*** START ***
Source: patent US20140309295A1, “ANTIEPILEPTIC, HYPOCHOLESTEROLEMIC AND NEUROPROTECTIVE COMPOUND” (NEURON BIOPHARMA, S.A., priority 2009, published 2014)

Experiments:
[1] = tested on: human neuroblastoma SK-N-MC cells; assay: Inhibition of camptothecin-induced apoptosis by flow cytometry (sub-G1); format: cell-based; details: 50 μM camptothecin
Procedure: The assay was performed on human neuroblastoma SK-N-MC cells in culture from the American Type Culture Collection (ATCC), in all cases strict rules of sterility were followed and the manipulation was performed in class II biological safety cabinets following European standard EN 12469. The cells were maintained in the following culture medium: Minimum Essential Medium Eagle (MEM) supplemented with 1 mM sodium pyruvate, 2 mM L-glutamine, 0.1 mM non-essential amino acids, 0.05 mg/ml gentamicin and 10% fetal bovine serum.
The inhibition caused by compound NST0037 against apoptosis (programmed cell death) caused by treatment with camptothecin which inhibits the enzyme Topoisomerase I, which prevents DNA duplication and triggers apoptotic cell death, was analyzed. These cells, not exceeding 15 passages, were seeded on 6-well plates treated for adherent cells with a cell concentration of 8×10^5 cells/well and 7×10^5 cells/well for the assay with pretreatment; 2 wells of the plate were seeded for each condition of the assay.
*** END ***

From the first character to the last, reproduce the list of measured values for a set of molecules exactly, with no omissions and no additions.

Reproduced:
Source: patent US20140309295A1, “ANTIEPILEPTIC, HYPOCHOLESTEROLEMIC AND NEUROPROTECTIVE COMPOUND” (NEURON BIOPHARMA, S.A., priority 2009, published 2014)

Experiments:
[1] = tested on: human neuroblastoma SK-N-MC cells; assay: Inhibition of camptothecin-induced apoptosis by flow cytometry (sub-G1); format: cell-based; details: 50 μM camptothecin
Procedure: The assay was performed on human neuroblastoma SK-N-MC cells in culture from the American Type Culture Collection (ATCC), in all cases strict rules of sterility were followed and the manipulation was performed in class II biological safety cabinets following European standard EN 12469. The cells were maintained in the following culture medium: Minimum Essential Medium Eagle (MEM) supplemented with 1 mM sodium pyruvate, 2 mM L-glutamine, 0.1 mM non-essential amino acids, 0.05 mg/ml gentamicin and 10% fetal bovine serum.
The inhibition caused by compound NST0037 against apoptosis (programmed cell death) caused by treatment with camptothecin which inhibits the enzyme Topoisomerase I, which prevents DNA duplication and triggers apoptotic cell death, was analyzed. These cells, not exceeding 15 passages, were seeded on 6-well plates treated for adherent cells with a cell concentration of 8×10^5 cells/well and 7×10^5 cells/well for the assay with pretreatment; 2 wells of the plate were seeded for each condition of the assay.